Written recently and not so regarding Pandora.com, MUDGE’s radio of choice these days. And, I do mean choice, since anytime I’m sitting at my home PC, I’m choosing what to listen to, sans annoying commercials, jingles or DJs.
Here’s one of my favorite reads: John Dvorak, a pioneer in the business of all things personally computational, an amazingly well-informed person, and who (and I say this in the most complimentary way) makes the average curmudgeon such as yours truly seem like a cock-eyed optimist.
He’s got this to say about Pandora and its ilk:
The Future of Internet Radio
Will the success of Web radio spell the end of traditional broadcast radio?
Over the past month or so, there has been a heated battle between the music industry and Internet radio about rights and fees. Actually, over the past decade, there has been nothing but trouble surrounding Internet radio. I think it’s one of the reasons that podcasting emerged as an alternative to Internet radio. Look closely at podcasting, however; with the exception of the advanced auto-download via RSS aspect, it’s actually just more Internet radio.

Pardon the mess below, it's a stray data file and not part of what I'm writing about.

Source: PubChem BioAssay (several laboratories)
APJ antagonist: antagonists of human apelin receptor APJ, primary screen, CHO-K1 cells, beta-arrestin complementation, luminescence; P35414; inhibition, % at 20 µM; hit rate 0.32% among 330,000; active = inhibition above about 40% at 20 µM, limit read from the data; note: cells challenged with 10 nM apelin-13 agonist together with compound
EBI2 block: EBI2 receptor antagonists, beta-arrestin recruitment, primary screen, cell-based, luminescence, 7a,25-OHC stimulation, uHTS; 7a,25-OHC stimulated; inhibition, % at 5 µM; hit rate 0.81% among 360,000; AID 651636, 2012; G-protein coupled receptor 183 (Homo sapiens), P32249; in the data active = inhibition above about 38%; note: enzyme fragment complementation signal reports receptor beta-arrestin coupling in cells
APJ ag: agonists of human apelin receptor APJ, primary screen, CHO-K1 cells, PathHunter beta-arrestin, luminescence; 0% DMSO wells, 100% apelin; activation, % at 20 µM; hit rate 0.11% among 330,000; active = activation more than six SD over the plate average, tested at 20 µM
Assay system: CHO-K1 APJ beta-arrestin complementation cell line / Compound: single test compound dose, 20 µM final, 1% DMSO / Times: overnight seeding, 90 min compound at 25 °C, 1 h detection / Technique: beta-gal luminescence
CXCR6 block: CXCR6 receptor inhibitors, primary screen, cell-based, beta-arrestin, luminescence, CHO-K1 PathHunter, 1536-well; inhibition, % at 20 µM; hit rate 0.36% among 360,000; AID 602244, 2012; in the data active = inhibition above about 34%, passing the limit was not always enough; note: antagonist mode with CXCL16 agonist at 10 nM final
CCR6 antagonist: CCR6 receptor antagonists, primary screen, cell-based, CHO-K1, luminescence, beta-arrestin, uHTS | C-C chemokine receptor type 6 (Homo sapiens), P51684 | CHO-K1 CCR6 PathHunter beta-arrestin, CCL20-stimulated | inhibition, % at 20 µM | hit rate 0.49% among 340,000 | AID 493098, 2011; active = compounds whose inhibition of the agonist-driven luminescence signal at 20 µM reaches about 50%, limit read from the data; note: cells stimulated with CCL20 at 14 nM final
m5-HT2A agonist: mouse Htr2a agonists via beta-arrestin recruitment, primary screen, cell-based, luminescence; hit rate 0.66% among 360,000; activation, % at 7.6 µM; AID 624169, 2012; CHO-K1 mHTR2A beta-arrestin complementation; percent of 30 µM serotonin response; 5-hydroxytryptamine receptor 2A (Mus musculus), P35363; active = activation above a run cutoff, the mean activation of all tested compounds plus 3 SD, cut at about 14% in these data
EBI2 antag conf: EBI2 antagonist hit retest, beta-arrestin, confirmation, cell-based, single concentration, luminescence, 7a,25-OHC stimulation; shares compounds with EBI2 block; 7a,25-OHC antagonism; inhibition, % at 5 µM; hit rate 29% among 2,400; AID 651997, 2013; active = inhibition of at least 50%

[Per L-HC’s reformed process, please click the link below for the complete article — but then please come on back!]
Dvorak points out that Internet radio has manifest advantages over broadcast: reach, on demand, and best of all, low cost:
The death blow, though, always comes down to money. The expense of streaming over the Internet is a fraction of what transmitter-based broadcasting costs. There is no big antenna, no transmitters, no special studios. Nothing within reason can change this metric.
For these $500 ears (a sad story for another time), the sound of Pandora.com is nothing less than superb.
And, as I’ve said at the top: no jingles, no “SUNDAY! AY! ay!”, no 20-minute blocks of clatter and clutter, no drive-time shenanigans from weasels trying to be Howard Stern (sui generis, which Latin phrase in this context means, “top weasel”), just music (of the non-classical variety) that I like to listen to.
I love Pandora.com! Let’s hear it for internet radio!
It’s it for now. Thanks,